Some of the causes of obesity may be attributed to some of the following factors:
- Abundance of food
- Emotional eating
- Inactive lifestyles
- Lack of awareness
- Portion distortion / Super-sized portions
Although the cause of obesity is not clearly understood, it is known that obesity is a result of an energy imbalance over a long period of time. Energy balance is like a scale, when calories consumed are greater than calories used weight gain results.
Basic differences in people’s genetic predisposition may partly explain why some remain lean in the current cultural environment of fast food and huge portion sizes, while others are hundreds of pounds overweight. However, food choices and lifestyle behaviors cannot be discounted. Emotional eating is the largest factor with poor food selection and preparation coming in 2nd and genetic factors coming in 3rd.
In January of 2003 John Hopkins University released a study on the years of life lost due to obesity. They found the following information:
- People with a BMI over 45 can expect their lives to be significantly shorter.
- Women could expect to lose 5-8 years of life.
- Men could expect to lose 12-20 years of life.
To see that the years of life lost could be as much as 20 years lost clearly demonstrates that:
Obesity is not a benign condition but a killer!
A report from the Surgeon General’s offices detailed that approximately 300,000 deaths per year can be associated with obesity. That becomes a startling statistic when you compare it to the 400,000 deaths per year that are associated with cigarette smoking. Obesity is now the second leading cause of preventable death in the United States.
Obesity is a chronic progressive life impairing disease of excess fat storage with multiple negative health effects termed co-morbidities. The excess weight can so severely impact your body that you may develop major health problems leading to premature death.
Medical professionals view morbid obesity as a disease with serious medical, physical, social and psychological effects, not as a lack of will power or self-control. There are at least 23 genes discovered that affect obesity.
- Defined as an individual being greater than 200% of ideal weight, or 100 lbs. overweight, or a body mass index (BMI) greater than 40.
- Chronic disease process characterized by:
- Severe accumulation of fatty tissue in the body and organs
- Minimal response to dietary management
Body Mass Index
BMI is the standard that medical professionals use to measure the relationship (or ratio) of weight-to-height. The BMI is more highly correlated with body fat than any other indicator of height and weight. The BMI has replaced the Ideal Body Weight tables, which vary from country to country.
If you have a BMI of 40 or greater, BMI of 35 or greater with co-morbidities, or 75 to 100 pounds or more overweight, you are one of over 4 million Americans who have the disease of Morbid Obesity.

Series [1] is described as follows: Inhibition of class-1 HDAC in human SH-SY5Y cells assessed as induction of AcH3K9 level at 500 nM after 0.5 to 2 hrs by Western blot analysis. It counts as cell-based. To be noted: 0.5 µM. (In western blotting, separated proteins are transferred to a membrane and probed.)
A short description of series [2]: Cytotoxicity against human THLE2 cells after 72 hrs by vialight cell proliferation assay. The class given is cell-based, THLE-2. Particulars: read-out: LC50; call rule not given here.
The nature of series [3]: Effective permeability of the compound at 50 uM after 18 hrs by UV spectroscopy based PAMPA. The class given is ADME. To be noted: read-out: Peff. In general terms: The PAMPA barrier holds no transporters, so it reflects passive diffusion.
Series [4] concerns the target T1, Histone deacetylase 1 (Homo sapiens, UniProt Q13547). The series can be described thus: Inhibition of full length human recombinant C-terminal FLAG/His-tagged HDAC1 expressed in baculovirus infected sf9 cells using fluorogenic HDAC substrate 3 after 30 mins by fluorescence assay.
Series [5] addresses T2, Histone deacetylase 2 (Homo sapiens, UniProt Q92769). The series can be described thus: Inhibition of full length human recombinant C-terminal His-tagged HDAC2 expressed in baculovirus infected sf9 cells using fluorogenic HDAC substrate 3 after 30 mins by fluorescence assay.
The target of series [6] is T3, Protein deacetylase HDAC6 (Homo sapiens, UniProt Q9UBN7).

Determining Your Body Mass Index (BMI)
Formula: weight in pounds X 703 ÷ height (inches) ÷ height (inches)
Healthy Weight 20-24
Severely Obese 35-39
Morbidly Obese >40
Co-Morbidities Related to Obesity
|Medical Co-Morbidities Related to Obesity|
|· Respiratory dysfunction
· Cardiac Dysfunction
· High Cholesterol
· Bladder Control
· Menstrual Irregularities
· Gallbladder Disease
· Diabetes Type II
· High Blood Pressure
|· Personal hygiene
· Sexual limitations
· Difficulty tying shoes
· Limited clothing choices, selection, availability and prices
· Furniture weight bearing incapacity
· Theater seats, planes, buses, restaurant booths, toilet & shower cubicles
· Limited access to chairs, passage ways, stairs and difficulty walking
|· Approximately 89% of morbidly obese individuals suffer from Clinical Depression
· Poor self-esteem, depression, guilt and self-hate
· Social withdrawal
· Neurotic & Anxiety disorders
· Major psychiatric illnesses are the same as the rest of the population
· Getting hired
· Special projects or accounts
· Select schools and Universities
|· Cost of special devices necessary to perform daily acts of living
· Cost of weight loss programs
· Denial of insurance coverage
|· Greater than 140 billion dollars is spent each year battling obesity
· Over 30 billion dollars in personal costs
· Over 68.8 billion dollars on medical care
· Unknown costs to business
|Social Co-Morbidities (Discrimination)|
|· Weight harassment, prejudice and “fatism”
· Studies show society has low respect for morbidly obese (Same as for alcoholics and drug addicts)
· Many have limited number of friends
· Dating and marriage is less common
To learn more about Weight Loss Surgery and see if it is right for you, sign up to attend our FREE informational seminar that is taught by one of our Bariatric Surgeons. He will go over all of the Risks and Benefits of each procedure and answer any questions or concerns you might have. To sign up, click HERE or go to www.RMAP.com or call (801) 268-3800.
For The Real Deal on Obesity, Part 2, go here.
Find more answers to Frequently Answered Questions here.